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Calculating resultant force of friction from rope and bar.

  • Thread starter Anasazi
  • Start date
  • #1
18
0
Hello,

I hope this is a suitable forum, it's a million miles from homework but it may be on the same sort of level.

A picture is worth a thousand words so please have a look at the attached picture. When the rope is pulled there isn't just the issue of gravity, but also of the friction of the rope over the metal bar. What I am wanting to calculate is the actual force that must be applied to stop the weight from falling, taking into account the friction.

I really don't know where to start with this, but from the searching that I've done, this page seems to be using diagrams and words that seems applicable. http://www.engineeringtoolbox.com/bollard-force-d_1296.html

The equation given is:
S = F e-μα
Where:
S = effort force in the rope (N)
F = load (N)
e = 2.718
μ = friction coefficient (approximately 0.3 - 0.5 is common for a rope around a steel or cast iron bollard)
α = angle where the rope is in contact with the bollard (radians)

So, plugging in the following data (assuming the rope is only in contact with half the bollard):

F = 300N
e = 2.718
μ = 0.4
α = ∏

I get:

300 * ( 2.718 -0.4 * ∏ ) = 85.39 N

Which seems to imply that the force that is needed to stop the weight from falling is 214.6 1N (300-85.39). However, I've got a feeling that I might be messing up the calculation, would somebody be kind enough to take a look for me?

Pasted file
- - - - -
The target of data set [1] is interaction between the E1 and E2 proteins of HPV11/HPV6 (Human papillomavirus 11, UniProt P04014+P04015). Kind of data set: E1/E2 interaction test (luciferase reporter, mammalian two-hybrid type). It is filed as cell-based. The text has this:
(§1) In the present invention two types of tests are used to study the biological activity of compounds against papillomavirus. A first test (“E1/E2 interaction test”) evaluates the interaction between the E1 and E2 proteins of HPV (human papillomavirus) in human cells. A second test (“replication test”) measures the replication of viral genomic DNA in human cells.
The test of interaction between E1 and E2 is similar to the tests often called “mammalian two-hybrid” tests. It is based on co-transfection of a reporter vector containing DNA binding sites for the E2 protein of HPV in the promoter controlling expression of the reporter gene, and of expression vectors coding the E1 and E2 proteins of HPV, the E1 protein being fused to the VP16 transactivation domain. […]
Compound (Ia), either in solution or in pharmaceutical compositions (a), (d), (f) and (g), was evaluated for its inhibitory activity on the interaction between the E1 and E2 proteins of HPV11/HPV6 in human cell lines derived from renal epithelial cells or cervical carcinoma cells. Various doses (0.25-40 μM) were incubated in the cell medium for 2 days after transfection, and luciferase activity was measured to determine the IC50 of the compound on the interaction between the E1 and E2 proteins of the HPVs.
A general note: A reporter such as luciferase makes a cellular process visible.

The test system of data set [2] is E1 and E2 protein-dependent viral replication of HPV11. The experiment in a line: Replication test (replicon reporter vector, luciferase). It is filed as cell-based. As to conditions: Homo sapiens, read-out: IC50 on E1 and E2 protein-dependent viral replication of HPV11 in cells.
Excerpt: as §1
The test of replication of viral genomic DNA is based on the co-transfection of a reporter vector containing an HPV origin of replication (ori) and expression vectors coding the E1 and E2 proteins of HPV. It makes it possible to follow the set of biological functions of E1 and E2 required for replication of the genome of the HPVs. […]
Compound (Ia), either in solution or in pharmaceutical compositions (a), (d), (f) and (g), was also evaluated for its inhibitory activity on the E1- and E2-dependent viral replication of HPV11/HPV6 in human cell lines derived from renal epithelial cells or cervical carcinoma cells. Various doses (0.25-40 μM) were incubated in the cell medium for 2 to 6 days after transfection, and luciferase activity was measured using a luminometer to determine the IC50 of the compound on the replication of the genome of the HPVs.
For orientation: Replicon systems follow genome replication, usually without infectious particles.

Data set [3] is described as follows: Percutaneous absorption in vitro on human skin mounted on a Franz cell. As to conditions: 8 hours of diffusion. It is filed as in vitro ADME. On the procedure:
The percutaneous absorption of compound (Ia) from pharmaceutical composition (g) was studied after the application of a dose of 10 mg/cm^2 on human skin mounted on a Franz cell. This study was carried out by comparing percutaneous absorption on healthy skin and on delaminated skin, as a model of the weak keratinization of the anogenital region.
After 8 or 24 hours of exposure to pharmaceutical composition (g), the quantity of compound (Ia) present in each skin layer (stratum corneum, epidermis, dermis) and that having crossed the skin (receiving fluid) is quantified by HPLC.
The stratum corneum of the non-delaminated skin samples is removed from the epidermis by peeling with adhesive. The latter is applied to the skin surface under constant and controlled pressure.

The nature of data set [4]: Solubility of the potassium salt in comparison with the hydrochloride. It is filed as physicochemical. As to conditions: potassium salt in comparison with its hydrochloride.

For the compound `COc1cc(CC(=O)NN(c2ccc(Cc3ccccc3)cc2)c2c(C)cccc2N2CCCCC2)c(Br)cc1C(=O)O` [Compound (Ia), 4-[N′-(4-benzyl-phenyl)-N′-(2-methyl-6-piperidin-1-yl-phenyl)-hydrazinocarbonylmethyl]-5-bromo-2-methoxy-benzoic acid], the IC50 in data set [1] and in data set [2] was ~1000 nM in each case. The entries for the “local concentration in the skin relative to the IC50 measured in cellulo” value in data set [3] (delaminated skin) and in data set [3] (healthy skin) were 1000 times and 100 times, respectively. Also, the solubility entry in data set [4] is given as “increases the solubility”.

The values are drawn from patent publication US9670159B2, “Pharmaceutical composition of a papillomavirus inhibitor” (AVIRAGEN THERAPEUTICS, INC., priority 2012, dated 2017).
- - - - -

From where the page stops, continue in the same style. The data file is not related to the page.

Thank you.
 

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Answers and Replies

  • #2
gneill
Mentor
20,793
2,773
Hello,

I hope this is a suitable forum, it's a million miles from homework but it may be on the same sort of level.

A picture is worth a thousand words so please have a look at the attached picture. When the rope is pulled there isn't just the issue of gravity, but also of the friction of the rope over the metal bar. What I am wanting to calculate is the actual force that must be applied to stop the weight from falling, taking into account the friction.

I really don't know where to start with this, but from the searching that I've done, this page seems to be using diagrams and words that seems applicable. http://www.engineeringtoolbox.com/bollard-force-d_1296.html

The equation given is:
S = F e-μα
Where:
S = effort force in the rope (N)
F = load (N)
e = 2.718
μ = friction coefficient (approximately 0.3 - 0.5 is common for a rope around a steel or cast iron bollard)
α = angle where the rope is in contact with the bollard (radians)

So, plugging in the following data (assuming the rope is only in contact with half the bollard):

F = 300N
e = 2.718
μ = 0.4
α = ∏

I get:

300 * ( 2.718 -0.4 * ∏ ) = 85.39 N

Which seems to imply that the force that is needed to stop the weight from falling is 214.6 1N (300-85.39). However, I've got a feeling that I might be messing up the calculation, would somebody be kind enough to take a look for me?

Thank you.
Your work seems okay to me. Note that the equation in question is also known as the Capstan Equation; The Wikipedia article for it looks pretty clear if you're looking for additional info.
 
  • #3
18
0
Thank you very much! :)
 

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